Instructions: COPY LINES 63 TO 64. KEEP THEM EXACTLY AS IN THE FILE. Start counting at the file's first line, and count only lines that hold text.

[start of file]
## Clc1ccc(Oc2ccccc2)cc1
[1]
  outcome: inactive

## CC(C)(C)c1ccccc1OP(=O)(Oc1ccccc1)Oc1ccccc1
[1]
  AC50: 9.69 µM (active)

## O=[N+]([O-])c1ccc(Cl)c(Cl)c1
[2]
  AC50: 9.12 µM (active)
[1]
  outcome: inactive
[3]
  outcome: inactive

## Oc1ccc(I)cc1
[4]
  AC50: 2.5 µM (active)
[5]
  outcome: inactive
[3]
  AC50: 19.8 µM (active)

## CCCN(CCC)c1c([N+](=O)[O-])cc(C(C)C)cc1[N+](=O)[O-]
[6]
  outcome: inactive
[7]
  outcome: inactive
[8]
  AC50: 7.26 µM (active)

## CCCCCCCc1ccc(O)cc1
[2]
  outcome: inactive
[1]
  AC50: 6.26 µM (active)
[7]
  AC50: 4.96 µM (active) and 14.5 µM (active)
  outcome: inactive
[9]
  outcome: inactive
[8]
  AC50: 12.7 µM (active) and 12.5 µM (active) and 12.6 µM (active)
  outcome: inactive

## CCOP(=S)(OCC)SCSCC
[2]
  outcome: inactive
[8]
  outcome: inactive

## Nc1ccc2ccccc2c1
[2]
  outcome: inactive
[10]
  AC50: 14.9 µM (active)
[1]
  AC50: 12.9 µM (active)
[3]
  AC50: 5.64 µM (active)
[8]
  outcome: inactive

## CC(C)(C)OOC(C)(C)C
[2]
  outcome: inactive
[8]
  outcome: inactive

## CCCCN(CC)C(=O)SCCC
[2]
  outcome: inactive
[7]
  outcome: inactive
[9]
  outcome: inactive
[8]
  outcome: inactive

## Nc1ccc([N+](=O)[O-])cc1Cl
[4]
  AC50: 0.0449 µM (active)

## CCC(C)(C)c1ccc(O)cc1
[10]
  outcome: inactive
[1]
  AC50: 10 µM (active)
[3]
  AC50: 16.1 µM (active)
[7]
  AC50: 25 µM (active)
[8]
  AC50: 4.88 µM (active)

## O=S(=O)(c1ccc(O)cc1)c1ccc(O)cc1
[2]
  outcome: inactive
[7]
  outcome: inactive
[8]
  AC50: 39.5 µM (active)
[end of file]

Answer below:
[2]
  outcome: inactive